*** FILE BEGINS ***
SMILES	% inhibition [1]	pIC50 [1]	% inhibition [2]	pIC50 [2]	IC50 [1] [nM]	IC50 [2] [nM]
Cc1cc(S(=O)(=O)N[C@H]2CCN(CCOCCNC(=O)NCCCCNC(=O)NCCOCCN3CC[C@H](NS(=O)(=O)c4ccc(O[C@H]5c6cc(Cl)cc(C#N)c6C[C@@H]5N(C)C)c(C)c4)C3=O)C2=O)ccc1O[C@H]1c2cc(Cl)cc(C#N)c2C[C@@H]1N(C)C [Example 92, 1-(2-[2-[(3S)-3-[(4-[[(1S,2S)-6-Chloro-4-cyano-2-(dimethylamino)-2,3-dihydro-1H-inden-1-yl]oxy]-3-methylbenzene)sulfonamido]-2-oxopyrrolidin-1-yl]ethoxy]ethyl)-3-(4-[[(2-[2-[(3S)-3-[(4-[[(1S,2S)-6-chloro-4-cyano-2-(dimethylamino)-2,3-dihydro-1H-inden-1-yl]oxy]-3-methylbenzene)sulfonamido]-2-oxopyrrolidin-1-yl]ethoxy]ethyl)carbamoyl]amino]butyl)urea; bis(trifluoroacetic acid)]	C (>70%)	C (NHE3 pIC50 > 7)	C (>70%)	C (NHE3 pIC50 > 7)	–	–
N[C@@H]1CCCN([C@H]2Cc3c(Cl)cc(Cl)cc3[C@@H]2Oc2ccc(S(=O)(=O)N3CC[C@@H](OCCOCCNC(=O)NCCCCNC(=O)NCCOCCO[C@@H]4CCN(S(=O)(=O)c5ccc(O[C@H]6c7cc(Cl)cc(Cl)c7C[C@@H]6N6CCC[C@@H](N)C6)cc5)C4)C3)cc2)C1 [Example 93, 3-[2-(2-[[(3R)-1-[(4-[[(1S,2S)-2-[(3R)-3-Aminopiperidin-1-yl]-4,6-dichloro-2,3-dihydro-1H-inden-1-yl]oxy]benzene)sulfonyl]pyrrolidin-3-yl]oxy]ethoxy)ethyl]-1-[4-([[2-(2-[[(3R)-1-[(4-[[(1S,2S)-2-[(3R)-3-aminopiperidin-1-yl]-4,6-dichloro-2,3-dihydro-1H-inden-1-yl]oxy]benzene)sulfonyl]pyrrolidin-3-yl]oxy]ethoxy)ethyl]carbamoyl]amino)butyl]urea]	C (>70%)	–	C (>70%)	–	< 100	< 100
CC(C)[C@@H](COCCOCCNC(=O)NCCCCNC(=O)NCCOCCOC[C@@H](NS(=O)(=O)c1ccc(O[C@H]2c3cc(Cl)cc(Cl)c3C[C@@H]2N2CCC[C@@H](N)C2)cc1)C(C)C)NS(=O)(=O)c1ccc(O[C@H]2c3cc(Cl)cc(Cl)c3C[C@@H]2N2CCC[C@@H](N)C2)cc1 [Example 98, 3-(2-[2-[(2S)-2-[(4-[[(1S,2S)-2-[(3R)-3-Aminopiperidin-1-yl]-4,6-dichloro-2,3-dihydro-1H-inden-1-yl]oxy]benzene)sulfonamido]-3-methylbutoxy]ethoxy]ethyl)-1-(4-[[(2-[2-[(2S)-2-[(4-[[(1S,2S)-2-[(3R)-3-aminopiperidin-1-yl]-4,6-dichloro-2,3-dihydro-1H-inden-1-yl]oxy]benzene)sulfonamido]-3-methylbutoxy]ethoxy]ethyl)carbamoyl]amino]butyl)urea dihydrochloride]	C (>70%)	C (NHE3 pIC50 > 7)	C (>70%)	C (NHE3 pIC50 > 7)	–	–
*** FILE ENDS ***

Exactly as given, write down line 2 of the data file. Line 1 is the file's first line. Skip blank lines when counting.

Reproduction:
Cc1cc(S(=O)(=O)N[C@H]2CCN(CCOCCNC(=O)NCCCCNC(=O)NCCOCCN3CC[C@H](NS(=O)(=O)c4ccc(O[C@H]5c6cc(Cl)cc(C#N)c6C[C@@H]5N(C)C)c(C)c4)C3=O)C2=O)ccc1O[C@H]1c2cc(Cl)cc(C#N)c2C[C@@H]1N(C)C [Example 92, 1-(2-[2-[(3S)-3-[(4-[[(1S,2S)-6-Chloro-4-cyano-2-(dimethylamino)-2,3-dihydro-1H-inden-1-yl]oxy]-3-methylbenzene)sulfonamido]-2-oxopyrrolidin-1-yl]ethoxy]ethyl)-3-(4-[[(2-[2-[(3S)-3-[(4-[[(1S,2S)-6-chloro-4-cyano-2-(dimethylamino)-2,3-dihydro-1H-inden-1-yl]oxy]-3-methylbenzene)sulfonamido]-2-oxopyrrolidin-1-yl]ethoxy]ethyl)carbamoyl]amino]butyl)urea; bis(trifluoroacetic acid)]	C (>70%)	C (NHE3 pIC50 > 7)	C (>70%)	C (NHE3 pIC50 > 7)	–	–